Thursday, November 29, 2012

Brilliant and Resilient


Contributed by Cyndy Marion 


2012 was a year in theater of being resilient, resourceful and affordable. It was a year of small theaters pulling together more than ever and pooling their resources via co-productions, sharing space, sharing resources, sharing talent and ideas. It was the year of the LITFund—a brilliant idea from The League of Independent Theatres, where Off-Off-Broadway theaters donate a small portion of their ticket sales (5 cents a ticket) in order to generate a theater reserve fund accessible to all member theaters. It was the year that small theaters had to find ways of keeping rehearsals and shows going in spite of the setbacks of Hurricane Sandy and many even rallied to the cause of those in need by hosting fundraisers and events to benefit those who lost their homes. It was that year that the new Signature Theater began offering subsidized $25 tickets allowing many who normally could not afford to attend Off-Broadway productions to do so. I hope that this becomes a trend with other theaters—and that more patrons will step forward and provide the funding needed in order to make this happen.

Theater should not only be about big stars and making money, it should be about creating community—and in order for this to happen, theater needs to be accessible to everyone in the community. Thank you to Signature for leading the charge--hopefully other theaters will follow suit. In times of crisis, Off-Off-Broadway artists rise to the challenge—we are resilient, resourceful and committed to our mission of making theater. We are ready for whatever comes our way and also ready to help those around us.




Wednesday, November 28, 2012

Embarrassment of Riches

Contributed by Hillary Cohen


Independent theater in New York City was an embarrassment of riches in the 2011-2012 season. Greg Horton and Renee Claire Bergeron may have received the 2012 IT Awards for their outstanding performances, but they were definitely not the only dynamic duo I saw Off-Off-Broadway this year.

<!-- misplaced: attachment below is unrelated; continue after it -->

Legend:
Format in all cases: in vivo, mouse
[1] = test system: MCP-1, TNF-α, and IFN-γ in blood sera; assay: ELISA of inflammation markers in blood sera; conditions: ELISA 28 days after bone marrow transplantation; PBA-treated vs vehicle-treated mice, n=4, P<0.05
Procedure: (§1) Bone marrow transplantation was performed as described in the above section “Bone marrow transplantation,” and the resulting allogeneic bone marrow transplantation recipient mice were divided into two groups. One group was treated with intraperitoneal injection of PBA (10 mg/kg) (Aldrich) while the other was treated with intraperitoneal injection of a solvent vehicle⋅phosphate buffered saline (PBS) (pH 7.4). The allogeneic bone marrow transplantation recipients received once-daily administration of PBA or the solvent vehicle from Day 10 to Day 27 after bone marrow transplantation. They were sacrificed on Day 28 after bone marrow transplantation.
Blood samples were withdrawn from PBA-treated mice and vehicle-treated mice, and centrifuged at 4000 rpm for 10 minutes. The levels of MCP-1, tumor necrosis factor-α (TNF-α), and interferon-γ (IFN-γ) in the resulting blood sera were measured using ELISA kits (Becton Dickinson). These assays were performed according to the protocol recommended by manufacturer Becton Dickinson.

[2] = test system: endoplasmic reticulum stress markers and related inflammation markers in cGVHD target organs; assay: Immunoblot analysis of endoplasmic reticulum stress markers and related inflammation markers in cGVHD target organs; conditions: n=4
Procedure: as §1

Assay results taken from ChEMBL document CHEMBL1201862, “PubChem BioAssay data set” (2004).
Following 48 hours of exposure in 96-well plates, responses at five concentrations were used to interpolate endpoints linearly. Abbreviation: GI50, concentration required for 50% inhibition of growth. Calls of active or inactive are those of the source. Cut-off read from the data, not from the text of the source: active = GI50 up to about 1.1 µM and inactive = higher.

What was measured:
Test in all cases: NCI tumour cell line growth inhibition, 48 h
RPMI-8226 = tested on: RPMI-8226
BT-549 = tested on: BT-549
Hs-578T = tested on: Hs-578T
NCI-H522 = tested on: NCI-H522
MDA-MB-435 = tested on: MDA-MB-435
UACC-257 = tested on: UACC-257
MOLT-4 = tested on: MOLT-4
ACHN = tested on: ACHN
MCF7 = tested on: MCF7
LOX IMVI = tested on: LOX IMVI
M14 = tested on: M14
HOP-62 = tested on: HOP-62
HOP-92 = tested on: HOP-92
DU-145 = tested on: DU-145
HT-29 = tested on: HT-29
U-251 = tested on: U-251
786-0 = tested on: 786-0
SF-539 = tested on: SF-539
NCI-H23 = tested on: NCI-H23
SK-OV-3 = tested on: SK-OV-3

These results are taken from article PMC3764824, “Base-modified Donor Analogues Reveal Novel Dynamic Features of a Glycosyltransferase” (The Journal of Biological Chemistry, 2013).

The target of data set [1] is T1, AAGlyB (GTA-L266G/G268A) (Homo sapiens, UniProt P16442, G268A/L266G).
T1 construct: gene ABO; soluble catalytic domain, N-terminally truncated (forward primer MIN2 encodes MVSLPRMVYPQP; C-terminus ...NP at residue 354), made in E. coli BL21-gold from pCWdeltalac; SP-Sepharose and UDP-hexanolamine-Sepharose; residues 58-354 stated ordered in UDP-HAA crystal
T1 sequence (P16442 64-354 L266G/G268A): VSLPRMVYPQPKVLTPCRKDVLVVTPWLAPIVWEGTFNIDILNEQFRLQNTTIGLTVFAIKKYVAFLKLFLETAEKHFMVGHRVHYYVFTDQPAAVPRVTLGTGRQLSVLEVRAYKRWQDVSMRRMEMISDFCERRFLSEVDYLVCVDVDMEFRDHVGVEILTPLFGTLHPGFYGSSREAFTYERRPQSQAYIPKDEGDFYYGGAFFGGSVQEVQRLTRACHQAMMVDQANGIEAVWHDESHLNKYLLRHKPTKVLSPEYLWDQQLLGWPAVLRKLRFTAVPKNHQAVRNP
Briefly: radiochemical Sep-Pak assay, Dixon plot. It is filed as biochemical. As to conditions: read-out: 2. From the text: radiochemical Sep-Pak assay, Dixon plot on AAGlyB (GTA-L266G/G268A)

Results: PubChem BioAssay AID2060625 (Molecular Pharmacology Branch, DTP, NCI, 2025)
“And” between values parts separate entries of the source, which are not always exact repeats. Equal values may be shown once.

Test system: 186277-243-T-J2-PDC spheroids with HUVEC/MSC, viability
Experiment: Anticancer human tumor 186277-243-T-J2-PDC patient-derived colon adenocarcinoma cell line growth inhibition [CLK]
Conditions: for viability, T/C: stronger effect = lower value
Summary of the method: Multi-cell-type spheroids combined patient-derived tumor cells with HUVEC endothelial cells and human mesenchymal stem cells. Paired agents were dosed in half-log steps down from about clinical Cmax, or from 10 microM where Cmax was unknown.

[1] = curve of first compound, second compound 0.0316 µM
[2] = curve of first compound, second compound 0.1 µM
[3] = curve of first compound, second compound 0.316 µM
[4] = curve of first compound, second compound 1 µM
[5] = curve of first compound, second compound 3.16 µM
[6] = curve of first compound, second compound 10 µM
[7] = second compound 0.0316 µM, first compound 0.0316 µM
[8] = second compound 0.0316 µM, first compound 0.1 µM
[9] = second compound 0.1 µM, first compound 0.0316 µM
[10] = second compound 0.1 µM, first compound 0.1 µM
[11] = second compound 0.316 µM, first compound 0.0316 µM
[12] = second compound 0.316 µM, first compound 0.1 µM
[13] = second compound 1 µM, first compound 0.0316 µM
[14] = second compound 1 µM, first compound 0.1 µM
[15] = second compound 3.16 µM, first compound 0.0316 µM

Jay Potter was so totally believable as the eponymous patriarch in The Play About My Dad, I genuinely feel like I’ve met the playwright’s father. I staged managed a show featuring his cast mate, Geany Masai, several years ago, but her embodiment of her character was so complete, I still felt like she introduced me to someone I never would have met otherwise.

That shock of surprise also happened for me at Reckless last Christmas. I knew the plot before attending, but somehow Jan-Peter Pedross’ acting was disarming, I was disappointed by his character’s unflattering past all over again. Jason Jacoby flipped through his multiple supporting roles with amazing dexterity, each with his own dynamic personality and posture.

Speaking of dexterity, Emily Gleeson and Lizzie Vieh were stunning as the broken shards of one suicidal woman’s consciousness in Sarah Kane's challenging final play, 4.48 Psychosis. I was impressed by how smoothly they worked together through an emotional rollercoaster script.

Iyaba Ibo Mandingo did not share the performance space with another actor for his autobiographical one man show, unFRAMED. He confidently served as poet-playwright, subject, and star – finishing the set decoration as he went!

These are, of course, just a few of this year’s excellent performances. I am constantly delighted by those moments replaying in my memory even months later and I look forward to seeing what these artists and their companies do next.


Monday, November 26, 2012

Powerful Rarely Produced Play

Contributed by Cyndy Marion 


One production stands out for me this year and it was Retro Productions' revival of The Runner Stumbles at the Arclight Theater. Casandera M.J. Lollar delivered an incredibly moving performance as a nun who falls in love with her parish priest (Christopher Patrick Mullen). Retro's production was simple and powerful, inviting us into the dark, ordered world of the Catholic Church where despite the rigid behavior, the desires of the heart and fervors of the flesh still pulse erupting into a crisis with tragic outcomes. This production touched me deeply in a way most theater has not in a long time. I commend Retro's mission of producing rarely produced plays of the past. Plays that still speak to us today and often say more with the unique perspective they offer.



Wednesday, November 21, 2012

Thankful

Contributed by Amanda Feldman